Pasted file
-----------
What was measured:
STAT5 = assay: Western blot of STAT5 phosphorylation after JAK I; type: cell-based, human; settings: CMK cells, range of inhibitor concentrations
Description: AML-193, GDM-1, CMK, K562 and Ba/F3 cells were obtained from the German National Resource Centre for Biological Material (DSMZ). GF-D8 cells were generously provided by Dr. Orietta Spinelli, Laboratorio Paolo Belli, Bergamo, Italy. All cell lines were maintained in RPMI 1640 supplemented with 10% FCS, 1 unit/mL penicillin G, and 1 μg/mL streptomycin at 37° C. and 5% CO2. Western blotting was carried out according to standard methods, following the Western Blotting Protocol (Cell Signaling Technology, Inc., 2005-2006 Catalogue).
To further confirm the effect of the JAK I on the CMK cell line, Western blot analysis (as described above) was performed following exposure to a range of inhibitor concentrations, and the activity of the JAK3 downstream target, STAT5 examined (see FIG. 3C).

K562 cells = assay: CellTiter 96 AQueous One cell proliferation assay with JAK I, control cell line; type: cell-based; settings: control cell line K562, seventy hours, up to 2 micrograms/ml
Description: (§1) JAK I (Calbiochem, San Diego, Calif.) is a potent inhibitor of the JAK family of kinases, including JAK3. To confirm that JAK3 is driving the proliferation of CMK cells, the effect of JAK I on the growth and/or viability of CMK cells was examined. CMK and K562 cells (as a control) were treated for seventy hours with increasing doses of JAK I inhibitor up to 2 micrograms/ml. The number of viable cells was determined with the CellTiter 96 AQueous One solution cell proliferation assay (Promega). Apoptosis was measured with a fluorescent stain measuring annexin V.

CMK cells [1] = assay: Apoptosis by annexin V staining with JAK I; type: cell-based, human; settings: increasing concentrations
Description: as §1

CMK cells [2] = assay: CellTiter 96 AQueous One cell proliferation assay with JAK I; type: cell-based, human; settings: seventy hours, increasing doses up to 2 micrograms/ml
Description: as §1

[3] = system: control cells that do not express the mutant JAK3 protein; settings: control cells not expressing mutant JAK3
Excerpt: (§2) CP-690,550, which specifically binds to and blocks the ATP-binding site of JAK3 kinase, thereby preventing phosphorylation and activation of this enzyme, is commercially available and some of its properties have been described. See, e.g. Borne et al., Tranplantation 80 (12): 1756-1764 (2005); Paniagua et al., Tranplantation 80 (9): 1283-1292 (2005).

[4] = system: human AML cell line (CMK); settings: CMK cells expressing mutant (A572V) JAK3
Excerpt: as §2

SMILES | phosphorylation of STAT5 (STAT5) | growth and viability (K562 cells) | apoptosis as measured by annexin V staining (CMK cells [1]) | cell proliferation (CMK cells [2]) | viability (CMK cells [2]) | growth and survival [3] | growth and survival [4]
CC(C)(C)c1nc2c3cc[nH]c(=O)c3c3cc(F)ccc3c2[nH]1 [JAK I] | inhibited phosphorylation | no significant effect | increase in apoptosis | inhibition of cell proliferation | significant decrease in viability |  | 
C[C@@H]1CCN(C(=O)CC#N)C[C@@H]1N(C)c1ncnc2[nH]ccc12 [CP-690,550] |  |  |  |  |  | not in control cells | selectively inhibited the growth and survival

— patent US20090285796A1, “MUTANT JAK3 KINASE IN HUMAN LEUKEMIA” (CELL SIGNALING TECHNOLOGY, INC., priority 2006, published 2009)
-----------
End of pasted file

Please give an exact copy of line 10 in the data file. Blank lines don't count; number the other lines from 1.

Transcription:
Description: as §1